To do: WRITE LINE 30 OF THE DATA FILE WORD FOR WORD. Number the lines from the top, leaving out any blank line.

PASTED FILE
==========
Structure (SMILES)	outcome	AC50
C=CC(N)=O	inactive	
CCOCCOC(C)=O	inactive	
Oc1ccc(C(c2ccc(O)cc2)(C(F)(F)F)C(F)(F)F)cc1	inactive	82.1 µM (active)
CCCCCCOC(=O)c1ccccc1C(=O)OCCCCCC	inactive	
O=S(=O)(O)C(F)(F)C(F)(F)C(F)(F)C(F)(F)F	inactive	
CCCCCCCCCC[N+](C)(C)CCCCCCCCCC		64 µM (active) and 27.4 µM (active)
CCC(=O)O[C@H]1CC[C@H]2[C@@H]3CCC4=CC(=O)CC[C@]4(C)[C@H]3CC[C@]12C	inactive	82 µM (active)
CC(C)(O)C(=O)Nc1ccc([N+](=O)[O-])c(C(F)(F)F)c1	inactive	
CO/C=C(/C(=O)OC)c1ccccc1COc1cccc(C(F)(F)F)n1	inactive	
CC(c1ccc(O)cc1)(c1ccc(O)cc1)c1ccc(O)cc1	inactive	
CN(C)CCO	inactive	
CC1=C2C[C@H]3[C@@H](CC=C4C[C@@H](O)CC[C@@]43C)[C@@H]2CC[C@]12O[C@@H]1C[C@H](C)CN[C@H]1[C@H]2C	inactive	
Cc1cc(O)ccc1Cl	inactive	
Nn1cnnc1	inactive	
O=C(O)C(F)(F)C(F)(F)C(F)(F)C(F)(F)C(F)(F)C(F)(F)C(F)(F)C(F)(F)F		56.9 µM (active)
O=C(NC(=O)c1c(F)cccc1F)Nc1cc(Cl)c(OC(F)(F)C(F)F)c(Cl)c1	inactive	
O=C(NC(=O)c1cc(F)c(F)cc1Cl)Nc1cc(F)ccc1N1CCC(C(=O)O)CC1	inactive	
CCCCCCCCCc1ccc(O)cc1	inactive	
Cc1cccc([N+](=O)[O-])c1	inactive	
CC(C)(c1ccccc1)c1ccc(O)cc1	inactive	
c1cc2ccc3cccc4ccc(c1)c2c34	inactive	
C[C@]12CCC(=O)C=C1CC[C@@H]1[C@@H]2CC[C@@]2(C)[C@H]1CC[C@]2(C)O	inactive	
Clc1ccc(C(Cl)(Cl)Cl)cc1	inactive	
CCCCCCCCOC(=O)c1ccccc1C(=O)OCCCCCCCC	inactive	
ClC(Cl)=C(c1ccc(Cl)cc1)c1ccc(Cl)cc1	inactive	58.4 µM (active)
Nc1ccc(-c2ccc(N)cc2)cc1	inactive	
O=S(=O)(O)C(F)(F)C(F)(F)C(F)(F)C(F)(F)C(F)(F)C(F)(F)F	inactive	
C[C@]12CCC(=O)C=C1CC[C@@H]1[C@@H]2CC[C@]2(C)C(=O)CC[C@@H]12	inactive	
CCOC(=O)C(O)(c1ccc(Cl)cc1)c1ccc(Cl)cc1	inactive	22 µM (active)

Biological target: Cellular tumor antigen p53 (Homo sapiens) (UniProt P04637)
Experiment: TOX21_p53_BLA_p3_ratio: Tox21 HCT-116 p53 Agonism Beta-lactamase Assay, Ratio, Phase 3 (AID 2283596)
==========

CCOC(=O)C(O)(c1ccc(Cl)cc1)c1ccc(Cl)cc1	inactive	22 µM (active)